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Legislature Annex


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Sep 22, 2015
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Edmonton, Alberta, Canada
Let me take you back to the Edmonton of the early 1950s, a city on the brink of the future.

It was just a few years after the Leduc No. 1 oil strike of 1947. Edmonton was in the grip of a boom, filling up with postwar immigrant and refugees streaming into Alberta, looking for a new life.

Between 1946 and 1953, Edmonton’s population exploded, growing almost 60 per cent. It was a time the city felt bold, creative, ready to take a risk on modernity.

And so, in 1951, Alberta Government Telephones commissioned a remarkable new building as its headquarters: sleek, futuristic, avant-garde.

Designed by H.W.R. (Hugh) MacMillan for the Edmonton firm of Rule Wynn and Rule, it was the first curtain-wall building in the city, and one of the first in Western Canada.


The former AGT Building was radically avant-garde, when it opened in 1953. Now it needs a new vision. KIRSTEN HOFBAUER / EDMONTON JOURNAL

The structurally independent exteriors walls were made of green Aklo glass, set between plate glass windows. It was also the first building in Alberta that was built upon poured concrete pilings instead of structural steel — though that was less a design choice than a necessity of postwar steel shortages.

Full Story (Edmonton Journal)

this is demolition by neglect combined with a lack of imagination...

it's been on the same path as the remand centre and the old ram and the massey ferguson building and the coliseum for a long time, all soon to leave us with the same legacy as hemingway's central pentecostal tabernacle and the arliington and the kelly ramsy building and the minchau building and 1st and Jasper and a host of others before them.

if they want to clean up the legislative grounds, they should be investing in the annex and blowing up the terrace building.
I imagine a major issue could be asbestos. Still, the Alberta Treasury Building g is being re-sided.
asbestos is a boogey man when it comes to discussions like this. you need to fully remediate before you can undertake the demolition. at that point you might as well restore.

saying you need to demolish because of asbestos is often the excuse of the day but in fact it's an excuse that, like the emperor, isn't wearing any clothes.
This International-style building is as important to Edmonton's historical repertoire as any other -- to demean it as insignificant is w-a-a-a-a-y off the mark. There are many ways to preserve and advance this building if someone capable of actually thinking would know!
Honestly happy about this. Maybe I just don't value the history enough, but the views from Symphony are wrecked by the hideous teal facade of this building. The legislature grounds are so beautiful, except for this building.
I’ll echo the sentiments of most people here: the building’s loss will be felt. Objectively it’s one of the most important buildings in Edmonton and the province (yes, even more important than older and “better” designed Edwardian buildings). Nearly every high-rise built here since owes its existence to the old Alberta Government Telephones Tower. It was a proof-of-concept for all post-war developments and was a real trendsetter, being Alberta’s (and one of all of North America’s) first tastes of modern glass curtain wall construction. It was also the first building in the province to make use of concrete pilings. It’s connection to both A.G.T. and Rule, Wynn & Rule, the firm that designed it, also make it particularly noteworthy.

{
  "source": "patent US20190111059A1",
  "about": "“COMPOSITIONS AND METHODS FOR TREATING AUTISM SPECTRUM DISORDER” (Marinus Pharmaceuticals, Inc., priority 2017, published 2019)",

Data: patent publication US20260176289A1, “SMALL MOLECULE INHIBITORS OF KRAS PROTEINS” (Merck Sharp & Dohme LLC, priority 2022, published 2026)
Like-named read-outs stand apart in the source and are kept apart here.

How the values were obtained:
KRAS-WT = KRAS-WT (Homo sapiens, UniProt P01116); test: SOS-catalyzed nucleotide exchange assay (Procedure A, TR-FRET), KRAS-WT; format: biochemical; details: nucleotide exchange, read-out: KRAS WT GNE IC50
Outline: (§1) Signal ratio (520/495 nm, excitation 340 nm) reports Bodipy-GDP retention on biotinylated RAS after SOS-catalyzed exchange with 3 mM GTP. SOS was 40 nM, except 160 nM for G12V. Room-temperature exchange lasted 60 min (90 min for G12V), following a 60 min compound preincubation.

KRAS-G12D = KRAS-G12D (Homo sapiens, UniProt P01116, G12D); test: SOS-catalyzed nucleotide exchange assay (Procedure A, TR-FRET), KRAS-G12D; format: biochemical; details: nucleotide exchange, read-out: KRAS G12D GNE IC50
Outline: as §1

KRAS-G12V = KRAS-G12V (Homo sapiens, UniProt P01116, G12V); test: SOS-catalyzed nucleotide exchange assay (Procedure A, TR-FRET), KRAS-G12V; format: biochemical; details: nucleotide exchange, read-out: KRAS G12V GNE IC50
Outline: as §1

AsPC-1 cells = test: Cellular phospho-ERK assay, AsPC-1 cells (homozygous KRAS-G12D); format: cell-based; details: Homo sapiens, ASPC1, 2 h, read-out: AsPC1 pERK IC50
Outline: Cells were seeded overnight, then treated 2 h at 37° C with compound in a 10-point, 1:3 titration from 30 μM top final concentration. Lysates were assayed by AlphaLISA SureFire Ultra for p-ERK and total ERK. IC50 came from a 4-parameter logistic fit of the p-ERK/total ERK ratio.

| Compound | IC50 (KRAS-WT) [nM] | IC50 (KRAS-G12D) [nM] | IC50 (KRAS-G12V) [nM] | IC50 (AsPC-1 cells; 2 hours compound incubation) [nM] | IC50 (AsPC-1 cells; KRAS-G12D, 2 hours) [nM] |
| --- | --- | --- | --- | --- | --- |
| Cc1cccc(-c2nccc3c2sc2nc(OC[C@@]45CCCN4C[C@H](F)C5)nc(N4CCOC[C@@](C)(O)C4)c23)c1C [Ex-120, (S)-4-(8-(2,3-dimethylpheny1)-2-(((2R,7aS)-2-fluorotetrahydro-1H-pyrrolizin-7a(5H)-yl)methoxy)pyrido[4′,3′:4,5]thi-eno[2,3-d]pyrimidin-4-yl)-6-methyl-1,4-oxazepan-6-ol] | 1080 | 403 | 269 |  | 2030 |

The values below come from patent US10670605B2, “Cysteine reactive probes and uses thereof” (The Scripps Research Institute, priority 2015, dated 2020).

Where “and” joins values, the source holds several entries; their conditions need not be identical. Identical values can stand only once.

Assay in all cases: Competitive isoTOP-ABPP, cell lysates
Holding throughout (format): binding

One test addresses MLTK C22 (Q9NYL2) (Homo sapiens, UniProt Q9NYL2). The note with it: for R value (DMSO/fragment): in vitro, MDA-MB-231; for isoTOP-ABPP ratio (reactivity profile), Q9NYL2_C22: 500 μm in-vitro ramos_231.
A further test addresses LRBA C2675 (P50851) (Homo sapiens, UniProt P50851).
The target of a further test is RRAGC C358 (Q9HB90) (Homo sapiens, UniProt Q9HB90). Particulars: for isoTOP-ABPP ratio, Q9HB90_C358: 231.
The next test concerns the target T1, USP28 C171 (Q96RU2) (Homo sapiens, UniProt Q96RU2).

Any argument that it’s a Modernist blight on a traditionalist-styled grounds is a humorous, but weak defence of this action given that the grounds themselves are nothing shy of incoherent. You have the Beaux Arts Legislative and Administration/Bowker Buildings clashing with the Art Deco Federal Public Building, clashing with Early Modernist Frederick W. Haultain Building, clashing with the Modernist A.G.T. and Terrace Buildings, clashing with the Brutalist landscaping. The whole ground’s a mess — yet, it’s all the better for it. Take a fifteen minute walk around it and you’re exposed to all of Alberta’s most prominent styles in one place.

I’ll also say something radical: is more green space at the Legislative Grounds really necessary? Because that’s what I’d have to assume is replacing it, right? And I’m sure people are reading that and thinking “but Dane, this is the Legislative Grounds we’re talkin’ about here, surely more is needed.” But again, is it? The park to the east of Legislature Building is almost always dead. Except on the warmest of summer days, the park at the rear of the building is usually quiet. While not green space per say, more programmable space was just added in the form of the Federal Public Building Plaza. Can we really judge the A.G.T. Tower’s demo as necessary when what will replace it isn't?
I agree, this building needs some love is all, not to be destroyed. I want to fight against it being demolished, but I'm not sure how I'd go about that. You guys have any ideas how that process might happen or could start?